“I killed me some gophers/moles/voles, whatever the hell they are . . . I started digging it out again and this little pink snout came out pushing more dirt. I quickly lit the bomb and shoved it right in his face, quickly covered the hole and ran down, lit the other bomb. Let’s hope it worked but I think I probably have a whole assortment of critters down there.”
It’s good to have a project to focus on right now. A lot of my friends seem to be into bread baking. Others are at it with online exercise or miscellaneous types of remote learning. Several are volunteering at food banks or various COVID related endeavors. A few have even figured out Tik Tok. My friend above is channeling her monotony into critter extermination. I felt a bit sad for the little pink snout being in the wrong place at the wrong time, but no judgement for my friend, who is actually a very nice person. We must take our little victories where we can in these troubled times.
Clearly people are bored though and looking for projects. Last week, I received an email instructing me to send $2,000 (in bitcoin) to an unidentified individual within 24 hours. If I failed to do so, said person would forward all of my (alleged) internet porn activity to my nearest and dearest. Said person noted that I should not wait to get on this because, “you don’t want people to see what kind of kinky stuff you’re into, lmao”. He (I’m just guessing at gender here) also warned me: “don’t waste my time by pretending you don’t know how to use bitcoin” (I actually do not know how to use bitcoin, and this could have been a learning opportunity I suppose). My new virtual friend sent me the same email three days in a row. Then he gave up. I’m hoping that if my live friends have received any porn related activity involving me, they will let me know.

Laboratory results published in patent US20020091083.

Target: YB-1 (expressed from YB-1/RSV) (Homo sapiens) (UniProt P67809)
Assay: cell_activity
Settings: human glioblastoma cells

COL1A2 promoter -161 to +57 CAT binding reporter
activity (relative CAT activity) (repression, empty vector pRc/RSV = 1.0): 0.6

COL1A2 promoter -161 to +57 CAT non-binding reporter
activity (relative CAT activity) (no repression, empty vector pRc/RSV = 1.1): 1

I haven’t been bored enough to send people threatening emails. I haven’t been bored at all actually. I spend my days monitoring the equilibrium in my household and this takes copious amounts of emotional time and energy. Our family dynamic, on an average day, ranges anywhere between The Brady Bunch and Married . . . with Children. I’m either channeling Carol Brady’s sunny optimism or Peg Bundy’s alcohol-infused maternal neglect and shallowness. It’s not just the virus. It’s the whole state of things in our country. I think even Carol Brady would be tossing one back just about now.